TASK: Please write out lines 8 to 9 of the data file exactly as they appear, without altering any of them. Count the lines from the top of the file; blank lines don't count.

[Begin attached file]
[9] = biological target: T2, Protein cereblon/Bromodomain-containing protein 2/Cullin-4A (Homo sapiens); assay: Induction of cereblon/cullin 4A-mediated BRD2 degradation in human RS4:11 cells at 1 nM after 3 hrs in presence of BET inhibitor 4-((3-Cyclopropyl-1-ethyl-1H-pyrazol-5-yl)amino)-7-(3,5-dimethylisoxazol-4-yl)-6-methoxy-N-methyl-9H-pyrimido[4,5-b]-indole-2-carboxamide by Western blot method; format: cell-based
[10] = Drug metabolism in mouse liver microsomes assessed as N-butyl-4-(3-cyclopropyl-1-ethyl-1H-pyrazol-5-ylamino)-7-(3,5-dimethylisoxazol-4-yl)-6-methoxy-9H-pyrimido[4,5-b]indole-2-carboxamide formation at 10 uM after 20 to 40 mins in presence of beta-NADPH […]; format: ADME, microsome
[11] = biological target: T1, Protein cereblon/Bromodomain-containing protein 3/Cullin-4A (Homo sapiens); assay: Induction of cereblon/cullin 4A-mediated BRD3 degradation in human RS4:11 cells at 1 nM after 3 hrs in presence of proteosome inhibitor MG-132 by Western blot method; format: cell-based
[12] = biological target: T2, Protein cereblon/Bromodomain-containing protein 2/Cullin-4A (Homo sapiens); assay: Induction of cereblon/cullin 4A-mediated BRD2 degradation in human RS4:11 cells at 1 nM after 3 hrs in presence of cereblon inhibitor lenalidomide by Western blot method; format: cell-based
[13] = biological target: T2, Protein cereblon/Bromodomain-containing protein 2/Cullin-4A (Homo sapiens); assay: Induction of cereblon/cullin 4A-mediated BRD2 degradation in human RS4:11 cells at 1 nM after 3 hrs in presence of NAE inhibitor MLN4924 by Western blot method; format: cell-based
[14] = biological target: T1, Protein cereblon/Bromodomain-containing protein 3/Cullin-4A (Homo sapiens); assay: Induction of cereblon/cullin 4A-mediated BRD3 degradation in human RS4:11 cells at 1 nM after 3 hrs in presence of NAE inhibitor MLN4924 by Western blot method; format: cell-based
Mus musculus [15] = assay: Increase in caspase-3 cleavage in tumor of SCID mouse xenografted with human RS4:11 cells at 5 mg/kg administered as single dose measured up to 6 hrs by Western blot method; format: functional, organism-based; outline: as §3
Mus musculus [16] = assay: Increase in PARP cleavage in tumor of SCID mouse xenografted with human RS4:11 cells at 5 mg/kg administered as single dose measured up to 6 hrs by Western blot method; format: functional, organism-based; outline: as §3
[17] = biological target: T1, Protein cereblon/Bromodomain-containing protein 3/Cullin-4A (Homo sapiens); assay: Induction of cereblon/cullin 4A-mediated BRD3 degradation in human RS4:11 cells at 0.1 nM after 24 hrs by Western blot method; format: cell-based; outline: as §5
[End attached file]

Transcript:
Mus musculus [16] = assay: Increase in PARP cleavage in tumor of SCID mouse xenografted with human RS4:11 cells at 5 mg/kg administered as single dose measured up to 6 hrs by Western blot method; format: functional, organism-based; outline: as §3
[17] = biological target: T1, Protein cereblon/Bromodomain-containing protein 3/Cullin-4A (Homo sapiens); assay: Induction of cereblon/cullin 4A-mediated BRD3 degradation in human RS4:11 cells at 0.1 nM after 24 hrs by Western blot method; format: cell-based; outline: as §5